The assumption that maintaining one’s middle-class status requires keeping distance from the poor may be the hardest one to overcome. This was explained to me in calm and thoughtful terms by a stranger with whom I argued as we rode a train from Washington DC to New York City. We had passed some of the East Coast’s most devastating ghettos in Baltimore and Philadelphia, and I had been making many of the historical and structural points you are about to read. He, a businessman in his fifties, had been dismissive and incredulous, and always responded with personal anecdotes. Just when...

  7. 4 THE PROMISE HALF EMPTY: ASSUMING THAT SEGREGATION IS A THING OF THE PAST
    (pp. 91-122)

    If you took a poll to see which of three subjects Americans would prefer to have a ninety-second discussion about, and the three choices were segregation, slavery, or irritable bowel syndrome, I’m pretty sure irritable bowels would win going away. If the mere mention of slavery elicits claims of African American whining, segregation beyond the black-and-white pictured past is more than avoided—it is flatly denied. Besides, it’s over. The increasing diversity of growing inner-ring suburbs—an argument made in this very book—is proof of positive change. The assumption, then, is that racial segregation was triumphantly overcome decades ago....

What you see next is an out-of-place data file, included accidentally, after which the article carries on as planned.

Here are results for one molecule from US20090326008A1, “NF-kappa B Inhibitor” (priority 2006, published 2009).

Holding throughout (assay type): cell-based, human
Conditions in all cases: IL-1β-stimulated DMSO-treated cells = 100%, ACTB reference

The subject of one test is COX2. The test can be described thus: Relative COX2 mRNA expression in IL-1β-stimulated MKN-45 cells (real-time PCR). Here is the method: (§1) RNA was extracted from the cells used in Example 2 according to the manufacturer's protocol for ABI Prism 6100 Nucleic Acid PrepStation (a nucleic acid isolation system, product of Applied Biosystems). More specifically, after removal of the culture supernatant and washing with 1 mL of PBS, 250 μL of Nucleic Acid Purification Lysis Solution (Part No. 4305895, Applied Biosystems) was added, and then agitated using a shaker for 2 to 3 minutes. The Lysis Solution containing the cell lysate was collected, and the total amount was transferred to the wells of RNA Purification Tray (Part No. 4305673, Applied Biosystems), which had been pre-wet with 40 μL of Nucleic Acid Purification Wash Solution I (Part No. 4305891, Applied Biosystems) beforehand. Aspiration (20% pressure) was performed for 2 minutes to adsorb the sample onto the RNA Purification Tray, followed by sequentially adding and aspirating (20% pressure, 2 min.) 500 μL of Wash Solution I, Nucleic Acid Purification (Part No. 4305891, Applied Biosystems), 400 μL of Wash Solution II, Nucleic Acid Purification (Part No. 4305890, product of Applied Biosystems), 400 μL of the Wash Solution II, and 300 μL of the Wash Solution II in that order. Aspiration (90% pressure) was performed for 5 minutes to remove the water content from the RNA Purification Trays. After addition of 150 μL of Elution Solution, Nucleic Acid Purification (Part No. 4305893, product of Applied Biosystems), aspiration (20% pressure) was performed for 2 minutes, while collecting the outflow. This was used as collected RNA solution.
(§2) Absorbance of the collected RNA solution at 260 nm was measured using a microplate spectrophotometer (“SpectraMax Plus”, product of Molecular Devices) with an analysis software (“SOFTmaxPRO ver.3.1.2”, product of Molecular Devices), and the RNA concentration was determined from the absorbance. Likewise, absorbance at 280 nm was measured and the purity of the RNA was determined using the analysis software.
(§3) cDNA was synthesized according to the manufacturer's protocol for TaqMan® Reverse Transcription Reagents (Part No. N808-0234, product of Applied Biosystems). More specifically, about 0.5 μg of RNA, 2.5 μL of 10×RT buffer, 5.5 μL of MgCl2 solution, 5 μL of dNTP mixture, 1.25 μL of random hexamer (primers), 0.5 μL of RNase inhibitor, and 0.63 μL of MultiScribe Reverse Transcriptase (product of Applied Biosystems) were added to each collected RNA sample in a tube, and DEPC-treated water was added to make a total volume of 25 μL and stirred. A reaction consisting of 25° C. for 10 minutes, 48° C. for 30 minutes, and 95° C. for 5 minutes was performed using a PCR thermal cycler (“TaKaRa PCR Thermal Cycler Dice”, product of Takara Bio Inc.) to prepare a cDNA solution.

8. 5 WE RENAMED THE PROBLEM AND IT DISAPPEARED: ASSUMING THAT RACISM NO LONGER LIMITS MINORITY CHANCES
    (pp. 123-148)

    I live in a very old house, which is a good thing (until something breaks). On the first cold days of October, when you turn on the thermostat, you must wait for the heat to slowly rise up from the basement. It seems to climb from Reconstruction through wood and coal to the Industrial Era, up past the Progressive Era to World War I, then World War II, until finally it reaches oil, gas, plastics, and perhaps one day solar. The journey of heat through my home reminds me of what happens when the word “racism” is used, how its...

  9. 6 ISLANDS WITHOUT PARADISE: ASSUMING THAT POVERTY RESULTS FROM WEAK VALUES AND POOR DECISIONS
    (pp. 149-175)